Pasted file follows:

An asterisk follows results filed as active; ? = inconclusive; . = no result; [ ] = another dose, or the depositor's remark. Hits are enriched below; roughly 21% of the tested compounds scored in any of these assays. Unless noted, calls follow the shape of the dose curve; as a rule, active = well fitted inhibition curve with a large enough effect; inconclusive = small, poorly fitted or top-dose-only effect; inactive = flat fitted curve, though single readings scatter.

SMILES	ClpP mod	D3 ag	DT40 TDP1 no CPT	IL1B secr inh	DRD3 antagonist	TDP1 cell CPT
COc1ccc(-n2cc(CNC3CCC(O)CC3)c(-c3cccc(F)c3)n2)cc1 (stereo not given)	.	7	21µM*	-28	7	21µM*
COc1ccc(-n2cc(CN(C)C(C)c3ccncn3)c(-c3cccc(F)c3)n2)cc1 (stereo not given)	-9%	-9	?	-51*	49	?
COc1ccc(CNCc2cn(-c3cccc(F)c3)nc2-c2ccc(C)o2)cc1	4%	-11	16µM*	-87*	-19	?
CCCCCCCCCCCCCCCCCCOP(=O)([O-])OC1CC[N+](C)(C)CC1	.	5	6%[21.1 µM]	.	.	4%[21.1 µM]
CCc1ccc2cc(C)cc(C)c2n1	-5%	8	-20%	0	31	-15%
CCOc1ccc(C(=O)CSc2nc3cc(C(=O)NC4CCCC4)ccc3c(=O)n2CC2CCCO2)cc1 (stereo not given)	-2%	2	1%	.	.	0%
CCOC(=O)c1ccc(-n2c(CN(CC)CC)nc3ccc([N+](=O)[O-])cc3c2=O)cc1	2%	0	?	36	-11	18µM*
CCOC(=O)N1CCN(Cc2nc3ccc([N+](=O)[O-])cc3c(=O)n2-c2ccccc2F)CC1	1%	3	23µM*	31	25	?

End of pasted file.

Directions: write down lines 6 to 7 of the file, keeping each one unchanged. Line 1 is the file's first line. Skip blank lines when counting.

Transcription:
CCCCCCCCCCCCCCCCCCOP(=O)([O-])OC1CC[N+](C)(C)CC1	.	5	6%[21.1 µM]	.	.	4%[21.1 µM]
CCc1ccc2cc(C)cc(C)c2n1	-5%	8	-20%	0	31	-15%